From their respective villages, 55 Indigenous communicators representing 15 Indigenous groups disseminate information in at least four native languages in addition to Portuguese.
Much of the project’s success is down to the culture of collaboration — wayuri means collective or task force in the Nheengatu Indigenous language. The idea behind the network came after years of partnership between Instituto Socioambiental (ISA), a nonprofit that advocates for the rights of Indigenous and traditional peoples, and the Federation of Indigenous Organizations of the Rio Negro (FOIRN), according to Juliana Radler, a social and environmental policy specialist at the ISA. Radler was the journalist responsible for building up the structure for the network, which grew with workshops to train communicators from across the region.
São Gabriel da Cachoeira was a fitting place to base this Indigenous initiative. It has the highest Indigenous population as a proportion of its total population of any municipality in Brazil, at around 90% in both urban and rural enclaves. It’s also the only municipality in the country with four official Indigenous languages — Baniwa, Tukano, Nheengatu and Yanomami — all of which are used in the network’s journalistic output. Rede Wayuri also rents a time slot at a local radio station.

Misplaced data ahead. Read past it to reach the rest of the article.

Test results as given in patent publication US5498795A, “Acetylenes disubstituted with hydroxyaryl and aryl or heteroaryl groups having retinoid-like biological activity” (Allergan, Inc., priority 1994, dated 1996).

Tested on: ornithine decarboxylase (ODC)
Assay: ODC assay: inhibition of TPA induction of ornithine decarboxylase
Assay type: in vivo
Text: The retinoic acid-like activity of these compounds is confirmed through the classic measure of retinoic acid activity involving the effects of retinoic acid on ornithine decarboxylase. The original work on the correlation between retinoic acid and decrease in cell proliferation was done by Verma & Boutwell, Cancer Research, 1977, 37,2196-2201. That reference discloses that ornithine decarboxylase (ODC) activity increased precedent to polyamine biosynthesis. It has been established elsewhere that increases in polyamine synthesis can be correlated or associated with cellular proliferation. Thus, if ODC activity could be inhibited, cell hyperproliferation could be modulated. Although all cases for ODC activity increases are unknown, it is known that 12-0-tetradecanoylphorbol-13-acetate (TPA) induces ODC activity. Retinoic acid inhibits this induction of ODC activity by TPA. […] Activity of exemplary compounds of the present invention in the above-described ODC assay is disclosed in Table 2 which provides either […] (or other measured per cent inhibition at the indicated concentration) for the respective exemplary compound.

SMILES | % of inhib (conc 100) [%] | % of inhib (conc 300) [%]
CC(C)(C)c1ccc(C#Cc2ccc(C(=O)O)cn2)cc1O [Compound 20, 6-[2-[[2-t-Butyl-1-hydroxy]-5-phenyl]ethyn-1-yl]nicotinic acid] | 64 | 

While many Indigenous communities in Brazil routinely face the challenge of proving their historical rights to their land, archaeological excavations this past May in São Gabriel da Cachoeira have unearthed ceramics and artifacts that indicate Indigenous occupation of the region going back up to 2,000 years. Other research indicates the Indigenous presence here may be even older, up to 2,700 years. “This area has the history of our existence. We can see in the concrete the stories we tell orally,” Indigenous expert Arlindo Maia, from the Tukano community, said in a statement after participating in the excavations.
A symbol of resistance